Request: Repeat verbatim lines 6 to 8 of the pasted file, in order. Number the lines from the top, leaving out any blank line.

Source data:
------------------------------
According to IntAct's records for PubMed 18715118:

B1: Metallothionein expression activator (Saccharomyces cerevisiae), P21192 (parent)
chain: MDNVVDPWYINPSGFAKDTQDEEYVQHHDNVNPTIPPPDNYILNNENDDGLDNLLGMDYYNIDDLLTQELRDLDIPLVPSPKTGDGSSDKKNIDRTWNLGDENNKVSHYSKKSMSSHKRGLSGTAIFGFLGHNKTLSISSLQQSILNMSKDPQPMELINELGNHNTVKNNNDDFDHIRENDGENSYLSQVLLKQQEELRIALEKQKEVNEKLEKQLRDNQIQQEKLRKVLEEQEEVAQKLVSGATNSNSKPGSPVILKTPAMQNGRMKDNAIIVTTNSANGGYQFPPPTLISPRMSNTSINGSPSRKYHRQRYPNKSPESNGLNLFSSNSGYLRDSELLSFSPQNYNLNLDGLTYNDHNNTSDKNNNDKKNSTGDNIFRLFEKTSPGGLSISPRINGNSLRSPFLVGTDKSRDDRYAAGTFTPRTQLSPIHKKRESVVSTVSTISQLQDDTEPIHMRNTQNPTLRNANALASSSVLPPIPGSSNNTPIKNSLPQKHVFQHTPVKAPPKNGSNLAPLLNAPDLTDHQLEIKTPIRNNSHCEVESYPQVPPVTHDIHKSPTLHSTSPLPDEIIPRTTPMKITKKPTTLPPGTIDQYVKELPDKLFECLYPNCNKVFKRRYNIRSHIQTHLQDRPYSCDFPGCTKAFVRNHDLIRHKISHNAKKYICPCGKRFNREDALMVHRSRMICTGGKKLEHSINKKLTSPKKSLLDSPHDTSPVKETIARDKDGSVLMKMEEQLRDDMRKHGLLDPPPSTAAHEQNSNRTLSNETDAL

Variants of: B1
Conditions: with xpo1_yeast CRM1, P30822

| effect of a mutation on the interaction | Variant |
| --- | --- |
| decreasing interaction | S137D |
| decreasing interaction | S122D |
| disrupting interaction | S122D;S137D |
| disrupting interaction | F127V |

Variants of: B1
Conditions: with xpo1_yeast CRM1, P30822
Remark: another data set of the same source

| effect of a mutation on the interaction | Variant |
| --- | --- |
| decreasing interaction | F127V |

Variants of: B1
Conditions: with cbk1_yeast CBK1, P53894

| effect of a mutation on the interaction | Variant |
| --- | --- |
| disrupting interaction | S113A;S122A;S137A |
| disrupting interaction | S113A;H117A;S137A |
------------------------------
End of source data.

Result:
| effect of a mutation on the interaction | Variant |
| --- | --- |
| decreasing interaction | S137D |